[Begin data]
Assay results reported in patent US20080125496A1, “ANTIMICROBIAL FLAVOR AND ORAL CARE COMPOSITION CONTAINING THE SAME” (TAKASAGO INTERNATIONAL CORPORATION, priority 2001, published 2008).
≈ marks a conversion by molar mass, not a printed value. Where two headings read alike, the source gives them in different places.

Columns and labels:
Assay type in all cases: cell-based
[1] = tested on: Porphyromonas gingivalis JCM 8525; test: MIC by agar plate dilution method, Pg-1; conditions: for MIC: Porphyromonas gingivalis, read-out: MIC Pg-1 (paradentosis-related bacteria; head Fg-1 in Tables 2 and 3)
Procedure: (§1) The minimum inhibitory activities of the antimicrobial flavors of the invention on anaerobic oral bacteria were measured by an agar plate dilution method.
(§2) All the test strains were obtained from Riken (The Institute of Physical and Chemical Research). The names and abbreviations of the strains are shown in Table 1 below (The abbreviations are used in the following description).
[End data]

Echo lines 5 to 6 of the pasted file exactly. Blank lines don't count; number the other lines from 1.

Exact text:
[1] = tested on: Porphyromonas gingivalis JCM 8525; test: MIC by agar plate dilution method, Pg-1; conditions: for MIC: Porphyromonas gingivalis, read-out: MIC Pg-1 (paradentosis-related bacteria; head Fg-1 in Tables 2 and 3)
Procedure: (§1) The minimum inhibitory activities of the antimicrobial flavors of the invention on anaerobic oral bacteria were measured by an agar plate dilution method.